2 page Case Study - Posted 10/29/2013
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Database Standardisation Eases IT Support, Cuts Costs for Paper Merchandiser
“After consolidating our SAP and Integration environments on SQL Server and Windows, our annual IT operating costs fell by 25 percent.”
Richard Hudson, IT Manager, Spicers
Spicers is one of Australia’s premier paper merchants. Based in Melbourne, the company purchases an extensive range of coated, uncoated and specialist papers from domestic and international manufacturers, and sells them to local printers and publishers.
At the heart of the firm’s logistics operations is a highly automated warehousing system that helps manage stock as it is received, repackaged and despatched to customers. Based on a core SAP Enterprise Resource Planning (ERP) system, the platform also generates
finance reports, and enables staff to track stock pallets via radio frequency locators.
To improve IT support and reduce costs, Hudson wanted to consolidate his IT around fewer technologies and clear a path to the cloud. “When we needed external IT support, the diversity of IT skills required restricted our choices to just a few top-tier technology
suppliers,” he says. “For our internal IT team, the technology mix made maintenance and upgrade planning extremely complex.”
In early 2012, Hudson examined alternative database and operating system combinations. “We were always impressed by SQL database performance and the relative ease of support. When we analysed all the costs, the most compelling option was to redeploy on a
purely Microsoft stack.”
Between March and October, Spicers switched its core SAP ERP system to run on cost effective HP ProLiant BL460c servers, with the Windows Server 2008 R2 Enterprise operating system. At the same time, Spicers reconfigured their SAP databases to run on Microsoft
SQL Server 2008 Enterprise, and upgraded their SAP planning and business intelligence modules.
“We used the standard SAP Windows-SQL migration pack, which made the migration very straightforward,” says Hudson. “With the help of a local SAP specialist, Clarity Consulting, we completed the project without any incident or interruption to business operations.”
With the data compression capabilities in SQL Server, Spicers were able to dramatically reduce total data storage requirements. “The compression features in SQL—as well as better archiving—enabled us to reduce storage requirements to less than one terabyte.”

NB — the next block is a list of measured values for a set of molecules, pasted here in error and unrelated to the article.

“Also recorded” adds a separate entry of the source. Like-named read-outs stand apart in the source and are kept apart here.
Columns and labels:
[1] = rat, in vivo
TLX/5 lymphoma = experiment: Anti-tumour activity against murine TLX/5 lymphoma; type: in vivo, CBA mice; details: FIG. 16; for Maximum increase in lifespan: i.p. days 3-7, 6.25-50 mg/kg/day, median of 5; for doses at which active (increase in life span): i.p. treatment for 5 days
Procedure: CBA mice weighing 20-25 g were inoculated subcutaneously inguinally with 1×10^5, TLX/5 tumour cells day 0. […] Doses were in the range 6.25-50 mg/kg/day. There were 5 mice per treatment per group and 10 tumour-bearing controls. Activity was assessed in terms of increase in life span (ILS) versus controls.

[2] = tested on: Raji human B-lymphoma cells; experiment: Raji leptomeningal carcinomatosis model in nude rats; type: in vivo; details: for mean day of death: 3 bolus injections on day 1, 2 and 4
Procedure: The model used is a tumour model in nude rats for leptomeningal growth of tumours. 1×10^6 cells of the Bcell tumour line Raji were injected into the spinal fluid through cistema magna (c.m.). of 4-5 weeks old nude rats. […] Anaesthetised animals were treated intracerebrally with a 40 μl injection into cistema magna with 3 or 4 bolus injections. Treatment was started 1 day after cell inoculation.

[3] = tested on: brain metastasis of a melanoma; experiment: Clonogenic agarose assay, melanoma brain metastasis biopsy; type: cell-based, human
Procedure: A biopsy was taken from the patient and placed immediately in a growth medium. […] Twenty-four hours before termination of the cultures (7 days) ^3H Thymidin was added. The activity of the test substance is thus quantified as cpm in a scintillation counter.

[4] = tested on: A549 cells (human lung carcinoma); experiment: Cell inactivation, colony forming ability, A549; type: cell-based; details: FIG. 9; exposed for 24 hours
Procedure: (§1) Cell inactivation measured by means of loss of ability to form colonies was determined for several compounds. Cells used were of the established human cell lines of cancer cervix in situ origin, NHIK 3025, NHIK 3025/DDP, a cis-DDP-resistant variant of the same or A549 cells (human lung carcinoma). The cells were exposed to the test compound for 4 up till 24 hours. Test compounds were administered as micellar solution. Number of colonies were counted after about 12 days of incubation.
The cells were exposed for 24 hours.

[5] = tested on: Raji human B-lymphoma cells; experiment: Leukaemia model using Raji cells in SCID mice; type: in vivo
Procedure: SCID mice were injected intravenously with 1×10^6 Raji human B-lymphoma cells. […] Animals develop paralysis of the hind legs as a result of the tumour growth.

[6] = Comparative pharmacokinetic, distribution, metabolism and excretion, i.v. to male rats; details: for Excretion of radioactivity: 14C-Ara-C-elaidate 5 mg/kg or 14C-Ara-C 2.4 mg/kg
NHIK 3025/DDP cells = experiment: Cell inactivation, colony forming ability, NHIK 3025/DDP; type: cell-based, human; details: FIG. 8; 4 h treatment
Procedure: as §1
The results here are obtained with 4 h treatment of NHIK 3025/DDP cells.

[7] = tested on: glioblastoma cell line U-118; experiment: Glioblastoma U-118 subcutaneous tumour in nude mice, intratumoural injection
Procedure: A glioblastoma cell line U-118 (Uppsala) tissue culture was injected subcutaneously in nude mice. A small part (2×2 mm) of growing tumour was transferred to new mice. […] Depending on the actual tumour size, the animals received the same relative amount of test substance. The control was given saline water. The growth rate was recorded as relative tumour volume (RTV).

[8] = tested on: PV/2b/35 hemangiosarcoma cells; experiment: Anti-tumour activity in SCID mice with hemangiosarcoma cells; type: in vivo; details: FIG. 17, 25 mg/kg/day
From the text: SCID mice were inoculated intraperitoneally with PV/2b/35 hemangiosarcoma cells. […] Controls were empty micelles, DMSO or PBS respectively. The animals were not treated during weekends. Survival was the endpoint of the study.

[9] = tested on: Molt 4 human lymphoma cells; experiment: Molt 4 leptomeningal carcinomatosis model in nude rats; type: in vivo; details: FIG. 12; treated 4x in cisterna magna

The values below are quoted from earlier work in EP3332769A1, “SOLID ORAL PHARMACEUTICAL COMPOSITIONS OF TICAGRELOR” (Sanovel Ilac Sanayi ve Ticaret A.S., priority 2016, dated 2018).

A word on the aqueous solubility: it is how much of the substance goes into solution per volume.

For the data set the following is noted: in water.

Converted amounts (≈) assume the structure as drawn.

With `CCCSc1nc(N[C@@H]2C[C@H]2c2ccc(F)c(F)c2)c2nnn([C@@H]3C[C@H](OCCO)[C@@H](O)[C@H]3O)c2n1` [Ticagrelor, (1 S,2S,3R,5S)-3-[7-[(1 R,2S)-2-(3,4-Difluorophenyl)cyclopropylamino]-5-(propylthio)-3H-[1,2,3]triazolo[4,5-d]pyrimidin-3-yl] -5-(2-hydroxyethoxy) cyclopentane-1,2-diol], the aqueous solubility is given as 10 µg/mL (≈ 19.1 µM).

“We also reduced our hardware needs,” he adds. “We replaced three of our existing Windows servers with the new commoditised HP blades, and when we virtualised all the servers in our single Windows enclosure, they were sufficient to run our entire IT. This
meant we could dispense with all the old proprietary servers which we previously needed to run SAP and the Oracle databases.”
By migrating SAP systems onto Windows with SQL databases, the Spicers IT manager simplified his firm’s complex IT environment. As a result, overall IT costs are lower, SAP performance has improved and IT support is easier to resource.
IT costs reduced by 25 percent:
Standardisation has enabled Spicers to reduce costs. “With fewer servers, our power bills are dramatically lower,” says Hudson. “We’ve returned servers that were previously on loan, and with the data compression in SQL Server 2008 R2, we’ve also reduced our
storage costs. After consolidating our SAP and Integration environments on SQL Server and Windows, our annual IT operating costs fell by 25 percent.”
SAP reporting five times faster: Reporting performance has improved dramatically. “We have employees who run their own SAP reports: they all noticed their reports are running faster than before,” says Hudson. “Some SAP profitability
analysis reports that used to take five minutes now take less than one minute, and one report that used take an hour now takes exactly five minutes.”
Less complex IT support needs:With all SAP systems and business applications running on one operating system, and using a single database technology, the firm’s entire deployed IT has become easier to support. “Now,
we aren’t dependent on a highly-specialised mix of IT skills,” says Hudson. “When we look for IT partners, we can go to tier-two and tier-three companies and purchase equally good support at a lower cost. Our upgrades are easier to plan, and with consistent
disaster recovery processes, we have increased operational resilience.”
Easier transition into the cloud:With standardised IT infrastructure, Hudson can more easily pursue opportunities in the cloud. “With all IT on one operating system and using one database technology, we can move into
the cloud as soon as we are ready,” says Hudson. “This makes us far more versatile, and puts us in better shape for the future.”